A new violence-prevention program in Omaha is working to stop the cycle of violence that touches Omaha's youth.
Dusk to Dawn is a new program developed at Nebraska Medicine that shows teens what happens to gunshot victims inside the emergency room.
"This is Roberto Gonzalez. He was born here at UNMC May 1994. He was a good kid," said Dr. Charity Evans, Assistant Professor at
University of Nebraska Medical Center.
Roberto Gonzalez was only 20 years old when he was shot in the chest at 24th and P streets. He died just 11 minutes after arriving at UNMC.
"Somebody had Facebooked him and offered him $30 of marijuana," said Dr. Evans. "So, when he got there that morning with the girl that had Facebooked him, there were 3 guys. That showed up. One pulled a gun and shot him in the chest."
Teens with the Dusk to Dawn program learned about Gonzalez as part of an effort to learn the story behind the statistics and put a face to gun violence in our city.
"I think for them to actually be in that atmosphere, to feel how warm it is in the trauma bay because we have to keep our patients warm, to see all of the machines, all of the equipment that it takes to try to save someone's life I think has an impact to say this is real," said Dr. Evans.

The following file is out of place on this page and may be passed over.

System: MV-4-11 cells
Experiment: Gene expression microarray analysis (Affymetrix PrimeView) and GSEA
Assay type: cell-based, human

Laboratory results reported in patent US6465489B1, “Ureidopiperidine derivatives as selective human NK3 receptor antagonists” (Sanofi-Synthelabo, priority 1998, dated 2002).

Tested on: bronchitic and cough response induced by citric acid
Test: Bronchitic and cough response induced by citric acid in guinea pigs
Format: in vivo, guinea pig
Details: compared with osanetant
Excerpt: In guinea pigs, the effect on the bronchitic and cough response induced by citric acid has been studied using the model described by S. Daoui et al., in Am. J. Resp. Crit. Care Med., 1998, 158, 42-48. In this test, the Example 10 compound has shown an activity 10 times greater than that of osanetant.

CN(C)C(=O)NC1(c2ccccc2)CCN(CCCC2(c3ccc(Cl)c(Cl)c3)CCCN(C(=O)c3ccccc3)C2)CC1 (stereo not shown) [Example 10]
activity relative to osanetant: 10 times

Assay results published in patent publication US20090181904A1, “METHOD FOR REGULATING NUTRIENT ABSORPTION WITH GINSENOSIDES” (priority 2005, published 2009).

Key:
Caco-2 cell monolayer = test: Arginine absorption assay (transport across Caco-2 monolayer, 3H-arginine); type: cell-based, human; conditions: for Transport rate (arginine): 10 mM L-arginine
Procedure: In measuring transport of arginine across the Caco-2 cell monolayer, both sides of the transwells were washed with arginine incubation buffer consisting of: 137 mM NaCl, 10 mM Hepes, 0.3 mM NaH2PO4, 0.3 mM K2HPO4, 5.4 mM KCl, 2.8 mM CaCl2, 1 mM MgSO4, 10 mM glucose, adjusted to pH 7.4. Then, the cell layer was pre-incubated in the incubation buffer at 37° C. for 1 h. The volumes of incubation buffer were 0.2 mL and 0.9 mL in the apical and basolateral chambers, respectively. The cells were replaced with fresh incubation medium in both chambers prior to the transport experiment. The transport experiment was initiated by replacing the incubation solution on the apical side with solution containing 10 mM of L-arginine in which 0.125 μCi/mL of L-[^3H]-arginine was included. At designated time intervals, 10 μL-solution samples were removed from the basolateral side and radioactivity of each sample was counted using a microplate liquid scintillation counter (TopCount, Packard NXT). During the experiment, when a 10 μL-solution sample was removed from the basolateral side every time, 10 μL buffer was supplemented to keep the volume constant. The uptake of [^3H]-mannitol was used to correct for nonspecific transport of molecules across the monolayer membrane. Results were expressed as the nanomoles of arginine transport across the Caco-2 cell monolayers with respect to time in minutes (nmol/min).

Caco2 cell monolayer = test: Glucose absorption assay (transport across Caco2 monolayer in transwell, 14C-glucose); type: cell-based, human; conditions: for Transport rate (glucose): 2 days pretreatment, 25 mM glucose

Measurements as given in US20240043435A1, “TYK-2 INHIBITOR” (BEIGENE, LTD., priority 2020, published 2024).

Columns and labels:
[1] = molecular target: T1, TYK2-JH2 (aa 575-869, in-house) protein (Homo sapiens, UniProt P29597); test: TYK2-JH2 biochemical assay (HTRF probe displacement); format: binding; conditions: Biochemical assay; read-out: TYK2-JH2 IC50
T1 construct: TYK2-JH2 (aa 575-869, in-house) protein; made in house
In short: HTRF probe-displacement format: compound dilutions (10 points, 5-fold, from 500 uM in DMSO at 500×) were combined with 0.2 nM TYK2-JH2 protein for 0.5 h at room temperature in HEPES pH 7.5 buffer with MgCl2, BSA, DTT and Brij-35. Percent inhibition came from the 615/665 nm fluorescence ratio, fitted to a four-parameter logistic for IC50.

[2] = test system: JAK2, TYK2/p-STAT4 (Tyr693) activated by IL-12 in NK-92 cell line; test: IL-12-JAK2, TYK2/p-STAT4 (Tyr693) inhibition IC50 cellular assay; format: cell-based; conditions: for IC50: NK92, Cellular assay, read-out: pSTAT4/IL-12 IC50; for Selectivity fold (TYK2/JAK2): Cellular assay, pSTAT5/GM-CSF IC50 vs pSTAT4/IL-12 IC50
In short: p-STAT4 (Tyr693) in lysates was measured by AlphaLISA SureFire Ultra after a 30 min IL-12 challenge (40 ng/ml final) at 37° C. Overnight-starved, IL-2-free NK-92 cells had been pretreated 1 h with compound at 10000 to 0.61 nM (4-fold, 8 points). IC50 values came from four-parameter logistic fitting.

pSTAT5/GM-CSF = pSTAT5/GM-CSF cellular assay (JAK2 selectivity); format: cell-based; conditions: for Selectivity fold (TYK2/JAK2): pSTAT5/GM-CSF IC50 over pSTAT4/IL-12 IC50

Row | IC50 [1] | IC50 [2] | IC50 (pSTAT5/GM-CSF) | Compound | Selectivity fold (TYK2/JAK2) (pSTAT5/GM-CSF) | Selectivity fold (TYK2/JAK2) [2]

D2D takes at risk teens straight to the trauma room to show the reality of violence.
"We then take an instrument, this is called a rib spreader...and we put them in between two ribs and we spread," said Dr. Evans. "What this does - is give us access to the heart so we can pump the heart for him."
The program aims to not only treat violence, but to prevent it. Classes will be held monthly and will focus on decision making skills to avoid risky situations.
"Well, any effort we can put forth to help our kids is important and this is a program that Omaha doesn't have, we don't have a trauma based prevention program."
"You never know what's going to reach a kid," said Lt. Ken Kanger, director of OPD's Gang Unit. "It could be a class like this. It could be getting them in athletics or other extracurricular activities. We think D2D will give them a whole different perspective."
The program is funded by a three-year, $100,000 dollar grant from UNMC.
Dr. Evans hopes to expand the program to include referrals from across Omaha.